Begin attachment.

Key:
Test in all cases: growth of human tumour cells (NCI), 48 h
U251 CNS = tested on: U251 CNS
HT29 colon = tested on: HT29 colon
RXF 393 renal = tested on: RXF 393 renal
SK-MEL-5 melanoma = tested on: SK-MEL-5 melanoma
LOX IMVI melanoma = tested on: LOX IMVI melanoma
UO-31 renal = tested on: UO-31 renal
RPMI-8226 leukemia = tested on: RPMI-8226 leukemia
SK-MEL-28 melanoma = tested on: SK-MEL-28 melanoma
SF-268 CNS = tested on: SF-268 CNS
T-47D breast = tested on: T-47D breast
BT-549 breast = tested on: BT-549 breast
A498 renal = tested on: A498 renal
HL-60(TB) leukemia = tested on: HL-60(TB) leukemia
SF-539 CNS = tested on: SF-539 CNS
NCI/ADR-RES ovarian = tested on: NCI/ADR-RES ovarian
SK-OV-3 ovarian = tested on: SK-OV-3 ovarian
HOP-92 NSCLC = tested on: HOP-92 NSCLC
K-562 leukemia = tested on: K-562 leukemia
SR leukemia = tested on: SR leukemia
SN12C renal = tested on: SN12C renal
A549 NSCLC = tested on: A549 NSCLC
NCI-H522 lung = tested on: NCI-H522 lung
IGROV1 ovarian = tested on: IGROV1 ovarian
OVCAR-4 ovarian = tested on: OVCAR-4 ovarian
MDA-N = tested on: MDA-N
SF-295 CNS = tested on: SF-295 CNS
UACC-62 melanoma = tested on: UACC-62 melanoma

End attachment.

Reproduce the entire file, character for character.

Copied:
Key:
Test in all cases: growth of human tumour cells (NCI), 48 h
U251 CNS = tested on: U251 CNS
HT29 colon = tested on: HT29 colon
RXF 393 renal = tested on: RXF 393 renal
SK-MEL-5 melanoma = tested on: SK-MEL-5 melanoma
LOX IMVI melanoma = tested on: LOX IMVI melanoma
UO-31 renal = tested on: UO-31 renal
RPMI-8226 leukemia = tested on: RPMI-8226 leukemia
SK-MEL-28 melanoma = tested on: SK-MEL-28 melanoma
SF-268 CNS = tested on: SF-268 CNS
T-47D breast = tested on: T-47D breast
BT-549 breast = tested on: BT-549 breast
A498 renal = tested on: A498 renal
HL-60(TB) leukemia = tested on: HL-60(TB) leukemia
SF-539 CNS = tested on: SF-539 CNS
NCI/ADR-RES ovarian = tested on: NCI/ADR-RES ovarian
SK-OV-3 ovarian = tested on: SK-OV-3 ovarian
HOP-92 NSCLC = tested on: HOP-92 NSCLC
K-562 leukemia = tested on: K-562 leukemia
SR leukemia = tested on: SR leukemia
SN12C renal = tested on: SN12C renal
A549 NSCLC = tested on: A549 NSCLC
NCI-H522 lung = tested on: NCI-H522 lung
IGROV1 ovarian = tested on: IGROV1 ovarian
OVCAR-4 ovarian = tested on: OVCAR-4 ovarian
MDA-N = tested on: MDA-N
SF-295 CNS = tested on: SF-295 CNS
UACC-62 melanoma = tested on: UACC-62 melanoma